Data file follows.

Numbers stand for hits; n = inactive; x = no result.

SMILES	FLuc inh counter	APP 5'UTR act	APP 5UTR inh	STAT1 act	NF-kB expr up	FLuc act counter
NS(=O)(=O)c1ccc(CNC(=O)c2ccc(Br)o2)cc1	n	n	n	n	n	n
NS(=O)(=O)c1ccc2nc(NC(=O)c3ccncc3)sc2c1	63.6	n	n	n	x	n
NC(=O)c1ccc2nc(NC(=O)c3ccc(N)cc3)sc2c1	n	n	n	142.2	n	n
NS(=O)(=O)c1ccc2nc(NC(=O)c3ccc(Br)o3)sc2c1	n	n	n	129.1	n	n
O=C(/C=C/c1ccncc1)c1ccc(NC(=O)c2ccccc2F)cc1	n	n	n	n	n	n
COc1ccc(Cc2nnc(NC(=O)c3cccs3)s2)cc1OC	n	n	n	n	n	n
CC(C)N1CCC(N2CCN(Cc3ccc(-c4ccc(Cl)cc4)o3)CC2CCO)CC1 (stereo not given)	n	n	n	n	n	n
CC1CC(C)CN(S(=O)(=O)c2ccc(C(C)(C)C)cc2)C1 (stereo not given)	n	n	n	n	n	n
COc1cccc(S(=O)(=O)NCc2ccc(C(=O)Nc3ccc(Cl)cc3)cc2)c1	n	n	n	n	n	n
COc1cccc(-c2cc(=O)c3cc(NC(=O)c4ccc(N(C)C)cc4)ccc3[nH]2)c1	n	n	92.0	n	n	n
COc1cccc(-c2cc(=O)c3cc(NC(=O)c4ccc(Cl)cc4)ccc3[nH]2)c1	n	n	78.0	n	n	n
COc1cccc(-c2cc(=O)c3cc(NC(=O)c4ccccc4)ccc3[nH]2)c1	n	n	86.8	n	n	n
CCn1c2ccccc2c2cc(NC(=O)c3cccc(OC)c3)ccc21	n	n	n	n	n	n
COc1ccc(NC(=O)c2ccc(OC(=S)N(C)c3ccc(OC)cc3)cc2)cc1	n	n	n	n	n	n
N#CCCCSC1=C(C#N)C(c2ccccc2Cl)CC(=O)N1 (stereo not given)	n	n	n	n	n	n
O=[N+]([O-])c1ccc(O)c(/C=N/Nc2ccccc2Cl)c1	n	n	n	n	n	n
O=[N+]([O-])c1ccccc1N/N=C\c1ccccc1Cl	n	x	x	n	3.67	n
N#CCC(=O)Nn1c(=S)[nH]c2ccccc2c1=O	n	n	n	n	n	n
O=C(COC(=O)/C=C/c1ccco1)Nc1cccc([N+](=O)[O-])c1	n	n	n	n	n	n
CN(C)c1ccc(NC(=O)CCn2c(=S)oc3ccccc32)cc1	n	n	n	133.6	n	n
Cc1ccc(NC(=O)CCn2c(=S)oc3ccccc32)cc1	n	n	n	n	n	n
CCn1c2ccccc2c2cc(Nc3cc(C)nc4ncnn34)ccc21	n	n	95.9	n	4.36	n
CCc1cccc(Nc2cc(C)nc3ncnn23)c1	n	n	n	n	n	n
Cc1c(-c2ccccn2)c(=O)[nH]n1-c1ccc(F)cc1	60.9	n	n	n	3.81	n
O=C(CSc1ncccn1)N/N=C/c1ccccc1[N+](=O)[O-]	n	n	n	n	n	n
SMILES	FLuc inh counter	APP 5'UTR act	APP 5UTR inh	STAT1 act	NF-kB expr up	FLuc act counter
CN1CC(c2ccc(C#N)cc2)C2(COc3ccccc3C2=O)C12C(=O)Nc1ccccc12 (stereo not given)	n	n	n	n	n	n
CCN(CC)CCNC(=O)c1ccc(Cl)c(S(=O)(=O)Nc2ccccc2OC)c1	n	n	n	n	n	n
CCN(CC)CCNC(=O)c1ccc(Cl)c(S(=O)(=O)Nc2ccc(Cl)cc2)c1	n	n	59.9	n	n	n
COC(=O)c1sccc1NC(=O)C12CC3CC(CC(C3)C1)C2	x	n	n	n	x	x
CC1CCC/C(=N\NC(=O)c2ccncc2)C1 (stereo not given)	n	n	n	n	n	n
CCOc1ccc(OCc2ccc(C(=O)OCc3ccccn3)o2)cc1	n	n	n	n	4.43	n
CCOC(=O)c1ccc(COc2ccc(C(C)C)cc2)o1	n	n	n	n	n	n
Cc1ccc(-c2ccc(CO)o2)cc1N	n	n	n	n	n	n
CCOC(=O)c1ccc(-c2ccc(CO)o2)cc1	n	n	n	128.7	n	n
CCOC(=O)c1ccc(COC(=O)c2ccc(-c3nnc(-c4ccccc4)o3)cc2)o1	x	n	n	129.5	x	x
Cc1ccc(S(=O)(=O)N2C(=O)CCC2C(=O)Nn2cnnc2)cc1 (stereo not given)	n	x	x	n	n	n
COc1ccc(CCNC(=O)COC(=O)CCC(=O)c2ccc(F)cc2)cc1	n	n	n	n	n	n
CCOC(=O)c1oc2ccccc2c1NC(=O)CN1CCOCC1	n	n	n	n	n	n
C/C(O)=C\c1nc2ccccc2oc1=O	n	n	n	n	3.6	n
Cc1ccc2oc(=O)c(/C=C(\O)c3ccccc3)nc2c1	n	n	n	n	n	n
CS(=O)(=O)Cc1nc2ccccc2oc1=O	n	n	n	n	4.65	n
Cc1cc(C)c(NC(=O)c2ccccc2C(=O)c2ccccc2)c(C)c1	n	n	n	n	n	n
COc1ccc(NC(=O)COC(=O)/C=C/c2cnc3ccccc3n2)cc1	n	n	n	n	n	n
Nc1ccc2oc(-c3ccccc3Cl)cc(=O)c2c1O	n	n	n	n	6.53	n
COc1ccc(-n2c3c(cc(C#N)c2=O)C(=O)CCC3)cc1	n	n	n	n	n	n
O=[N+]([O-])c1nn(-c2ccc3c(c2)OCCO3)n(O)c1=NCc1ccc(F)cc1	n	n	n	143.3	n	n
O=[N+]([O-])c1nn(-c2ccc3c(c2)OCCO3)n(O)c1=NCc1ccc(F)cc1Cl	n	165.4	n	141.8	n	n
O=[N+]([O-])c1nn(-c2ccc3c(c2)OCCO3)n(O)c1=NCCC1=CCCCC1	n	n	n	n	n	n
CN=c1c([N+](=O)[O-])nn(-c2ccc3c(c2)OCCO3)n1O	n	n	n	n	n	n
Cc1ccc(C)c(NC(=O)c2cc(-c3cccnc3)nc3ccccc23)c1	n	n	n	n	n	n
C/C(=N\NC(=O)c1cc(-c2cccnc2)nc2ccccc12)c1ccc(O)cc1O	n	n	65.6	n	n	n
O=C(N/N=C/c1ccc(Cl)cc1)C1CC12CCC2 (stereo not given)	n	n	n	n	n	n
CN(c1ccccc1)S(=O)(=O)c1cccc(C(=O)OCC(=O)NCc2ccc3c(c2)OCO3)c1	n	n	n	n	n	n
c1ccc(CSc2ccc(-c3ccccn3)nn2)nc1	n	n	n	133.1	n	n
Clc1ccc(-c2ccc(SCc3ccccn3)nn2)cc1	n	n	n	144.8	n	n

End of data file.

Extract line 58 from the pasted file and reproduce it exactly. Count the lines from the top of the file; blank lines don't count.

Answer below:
Clc1ccc(-c2ccc(SCc3ccccn3)nn2)cc1	n	n	n	144.8	n	n